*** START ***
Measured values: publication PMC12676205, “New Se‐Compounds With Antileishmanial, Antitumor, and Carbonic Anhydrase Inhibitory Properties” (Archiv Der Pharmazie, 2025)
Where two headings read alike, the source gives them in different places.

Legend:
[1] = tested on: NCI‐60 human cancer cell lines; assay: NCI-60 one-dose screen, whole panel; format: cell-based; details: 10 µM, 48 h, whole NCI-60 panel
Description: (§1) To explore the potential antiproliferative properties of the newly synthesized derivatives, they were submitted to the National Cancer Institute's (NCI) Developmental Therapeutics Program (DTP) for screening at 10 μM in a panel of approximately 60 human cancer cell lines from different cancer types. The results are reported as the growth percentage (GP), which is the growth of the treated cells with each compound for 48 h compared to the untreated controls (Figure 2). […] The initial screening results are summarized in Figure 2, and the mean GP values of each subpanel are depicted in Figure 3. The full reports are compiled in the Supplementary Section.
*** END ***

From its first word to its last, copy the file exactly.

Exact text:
Measured values: publication PMC12676205, “New Se‐Compounds With Antileishmanial, Antitumor, and Carbonic Anhydrase Inhibitory Properties” (Archiv Der Pharmazie, 2025)
Where two headings read alike, the source gives them in different places.

Legend:
[1] = tested on: NCI‐60 human cancer cell lines; assay: NCI-60 one-dose screen, whole panel; format: cell-based; details: 10 µM, 48 h, whole NCI-60 panel
Description: (§1) To explore the potential antiproliferative properties of the newly synthesized derivatives, they were submitted to the National Cancer Institute's (NCI) Developmental Therapeutics Program (DTP) for screening at 10 μM in a panel of approximately 60 human cancer cell lines from different cancer types. The results are reported as the growth percentage (GP), which is the growth of the treated cells with each compound for 48 h compared to the untreated controls (Figure 2). […] The initial screening results are summarized in Figure 2, and the mean GP values of each subpanel are depicted in Figure 3. The full reports are compiled in the Supplementary Section.